Federal Way charity sends relief for Syria and Turkey earthquakes

Feb 9, 2023, 7:34 AM | Updated: 6:05 pm
Turkey earthquake...
ELBISTAN, TURKEY - FEBRUARY 09: Rescue teams, firmen and volunteers work on a collapsed building to evacuate a victim on February 9, 2023 in Elbistan, Turkey. A 7.8-magnitude earthquake hit near Gaziantep, Turkey, in the early hours of Monday, followed by another 7.5-magnitude tremor just after midday. The quakes caused widespread destruction in southern Turkey and northern Syria and were felt in nearby countries. (Photo by Mehmet Kacmaz/Getty Images)
(Photo by Mehmet Kacmaz/Getty Images)

A Federal Way-based charity, World Vision, has been in Syria and Turkey, providing relief and assisting refugees from all kinds of disasters, from tsunamis to famine to earthquakes, for years.

So, they were able to be among the first global agencies to help victims of the devastating earthquakes that have so far taken more than 16,000 lives.

Turkey, Syria earthquake kills thousands

Kristen Barredo, World Vision’s director of emergency programs, says crews from the organization are focusing on finding and creating housing for victims, helping them get food and water and medical attention.

“The buildings that are still standing are not stable, so they’re not able to go back in, even if their house is still standing,” says Barrado. “So we’re working on getting people warm shelter to stay in.”

She says more than 20 medical clinics in Turkey and Syria were destroyed by the earthquakes. Many of those are in Syria, where coordination has been difficult due to the country’s fragile political situation.

“Moving those supplies across the border into Northwest Syria is logistically very challenging,” Barrado says. “That’s why we’re very concerned needs [there] may go unmet.”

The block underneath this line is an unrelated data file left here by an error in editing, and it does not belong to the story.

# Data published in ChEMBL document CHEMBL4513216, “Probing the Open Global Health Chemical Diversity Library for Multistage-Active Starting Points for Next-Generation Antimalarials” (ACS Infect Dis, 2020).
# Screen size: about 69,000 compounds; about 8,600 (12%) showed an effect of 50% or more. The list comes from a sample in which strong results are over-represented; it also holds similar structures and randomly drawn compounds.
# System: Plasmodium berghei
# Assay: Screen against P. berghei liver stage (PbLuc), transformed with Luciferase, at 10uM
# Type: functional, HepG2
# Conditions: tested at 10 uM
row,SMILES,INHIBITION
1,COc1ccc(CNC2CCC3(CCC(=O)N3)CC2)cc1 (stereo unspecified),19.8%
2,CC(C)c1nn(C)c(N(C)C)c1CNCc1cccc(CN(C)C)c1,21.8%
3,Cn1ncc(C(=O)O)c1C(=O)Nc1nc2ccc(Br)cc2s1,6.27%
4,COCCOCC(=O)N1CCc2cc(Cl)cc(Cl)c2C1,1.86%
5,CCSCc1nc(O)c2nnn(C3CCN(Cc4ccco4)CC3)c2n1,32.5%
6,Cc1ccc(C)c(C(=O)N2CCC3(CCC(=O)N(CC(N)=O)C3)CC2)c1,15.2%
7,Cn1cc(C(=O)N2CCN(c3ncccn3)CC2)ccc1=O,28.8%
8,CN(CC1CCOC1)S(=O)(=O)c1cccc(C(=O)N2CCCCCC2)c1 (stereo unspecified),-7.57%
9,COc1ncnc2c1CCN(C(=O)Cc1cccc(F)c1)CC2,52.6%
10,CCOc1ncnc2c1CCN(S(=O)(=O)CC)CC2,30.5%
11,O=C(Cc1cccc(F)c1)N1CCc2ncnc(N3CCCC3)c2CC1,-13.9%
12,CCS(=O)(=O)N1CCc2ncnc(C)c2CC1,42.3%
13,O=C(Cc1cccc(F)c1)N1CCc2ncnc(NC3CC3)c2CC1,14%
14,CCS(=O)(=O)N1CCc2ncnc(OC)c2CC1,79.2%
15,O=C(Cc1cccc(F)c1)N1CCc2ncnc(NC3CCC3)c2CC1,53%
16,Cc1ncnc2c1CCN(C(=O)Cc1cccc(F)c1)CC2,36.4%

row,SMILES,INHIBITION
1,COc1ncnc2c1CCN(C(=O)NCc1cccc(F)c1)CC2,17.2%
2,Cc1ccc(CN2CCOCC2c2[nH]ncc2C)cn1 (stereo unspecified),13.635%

Other agencies have had difficulties getting to the quake-ravaged areas because of extensive damage to roads and transportation systems.

“The roads are blocked due to earthquake damage and heavy snow, and just the availability of goods across the border in Syria is much less than you see in Turkey.”

Fortunately, Barrado says World Vision was already on the border of Turkey and Syria, so they’ve been able to reach locations others have not been able to access.

“We’ve been working in this part of Turkey and Northwest Syria for the past seven years, so we had teams and staff on the ground when the earthquake happened.”

Their biggest need from the public is funding so they can locally source clothing, food, building supplies and other supplies needed by the victims.

Barredo says they’d rather spend money on supplies than on packing and finding ways to ship donated items from around the world to the earthquake victims.

She emphasized the greatest need in these devastated areas will come 90 days from now when many relief organizations have left.

“This is a long-term recovery effort,” she says, “and I think the needs will be there for quite some time.”

That’s when people will have to find ways to get back to work, restart their lives, and deal with the long-term consequences of losing much of what they used to own and call normal.

You can find a “Donate Now” button to give to the Turkey and Syria relief fund at worldvision.org.

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Federal Way charity sends relief for Syria and Turkey earthquakes